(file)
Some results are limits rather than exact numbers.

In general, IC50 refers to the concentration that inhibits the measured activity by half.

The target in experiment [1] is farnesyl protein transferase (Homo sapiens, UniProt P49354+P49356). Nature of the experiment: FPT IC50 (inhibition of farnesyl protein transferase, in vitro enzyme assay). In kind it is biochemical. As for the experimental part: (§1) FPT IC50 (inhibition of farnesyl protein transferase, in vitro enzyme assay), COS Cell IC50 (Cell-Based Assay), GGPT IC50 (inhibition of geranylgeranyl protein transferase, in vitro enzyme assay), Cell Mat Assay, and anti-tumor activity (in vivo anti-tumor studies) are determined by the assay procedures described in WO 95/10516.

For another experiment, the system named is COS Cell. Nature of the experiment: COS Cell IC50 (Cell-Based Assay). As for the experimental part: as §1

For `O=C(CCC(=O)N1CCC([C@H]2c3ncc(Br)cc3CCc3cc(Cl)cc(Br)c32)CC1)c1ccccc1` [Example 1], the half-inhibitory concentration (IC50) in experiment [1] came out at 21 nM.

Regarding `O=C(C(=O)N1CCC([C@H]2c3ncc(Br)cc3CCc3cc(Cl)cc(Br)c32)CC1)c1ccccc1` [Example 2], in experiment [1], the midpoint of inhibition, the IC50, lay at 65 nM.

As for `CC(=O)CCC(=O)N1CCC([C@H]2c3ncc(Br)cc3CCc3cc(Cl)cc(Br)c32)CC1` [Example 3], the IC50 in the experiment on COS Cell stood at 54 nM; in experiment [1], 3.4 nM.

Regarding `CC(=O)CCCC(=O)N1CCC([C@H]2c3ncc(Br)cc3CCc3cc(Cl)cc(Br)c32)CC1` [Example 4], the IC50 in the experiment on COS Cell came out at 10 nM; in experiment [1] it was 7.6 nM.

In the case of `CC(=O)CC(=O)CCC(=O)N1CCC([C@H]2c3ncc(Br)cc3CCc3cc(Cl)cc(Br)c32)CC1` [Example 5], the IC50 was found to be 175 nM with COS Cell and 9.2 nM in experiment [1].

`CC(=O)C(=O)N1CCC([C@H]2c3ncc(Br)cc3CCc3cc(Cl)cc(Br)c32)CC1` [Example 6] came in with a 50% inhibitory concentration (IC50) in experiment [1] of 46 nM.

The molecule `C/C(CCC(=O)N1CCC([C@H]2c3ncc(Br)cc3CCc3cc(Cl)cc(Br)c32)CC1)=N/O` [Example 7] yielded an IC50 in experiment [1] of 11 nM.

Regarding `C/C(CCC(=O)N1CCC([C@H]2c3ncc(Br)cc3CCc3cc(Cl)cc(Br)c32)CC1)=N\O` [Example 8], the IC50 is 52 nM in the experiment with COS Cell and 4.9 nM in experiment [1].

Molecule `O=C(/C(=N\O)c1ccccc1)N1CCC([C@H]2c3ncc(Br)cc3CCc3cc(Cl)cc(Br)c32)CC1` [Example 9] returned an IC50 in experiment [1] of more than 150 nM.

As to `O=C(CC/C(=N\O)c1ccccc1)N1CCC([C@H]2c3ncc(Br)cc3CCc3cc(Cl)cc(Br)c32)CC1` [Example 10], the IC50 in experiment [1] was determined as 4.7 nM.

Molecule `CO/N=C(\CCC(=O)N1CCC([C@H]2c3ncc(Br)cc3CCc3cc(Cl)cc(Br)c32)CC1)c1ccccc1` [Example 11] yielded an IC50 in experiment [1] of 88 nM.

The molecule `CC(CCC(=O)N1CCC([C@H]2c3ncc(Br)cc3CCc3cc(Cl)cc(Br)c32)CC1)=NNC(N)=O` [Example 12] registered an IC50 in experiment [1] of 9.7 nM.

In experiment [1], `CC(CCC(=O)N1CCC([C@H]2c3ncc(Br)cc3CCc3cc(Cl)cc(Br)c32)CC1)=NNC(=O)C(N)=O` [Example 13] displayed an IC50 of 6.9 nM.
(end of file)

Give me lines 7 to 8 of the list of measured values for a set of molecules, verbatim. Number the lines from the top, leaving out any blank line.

As for `CC(=O)CCC(=O)N1CCC([C@H]2c3ncc(Br)cc3CCc3cc(Cl)cc(Br)c32)CC1` [Example 3], the IC50 in the experiment on COS Cell stood at 54 nM; in experiment [1], 3.4 nM.

Regarding `CC(=O)CCCC(=O)N1CCC([C@H]2c3ncc(Br)cc3CCc3cc(Cl)cc(Br)c32)CC1` [Example 4], the IC50 in the experiment on COS Cell came out at 10 nM; in experiment [1] it was 7.6 nM.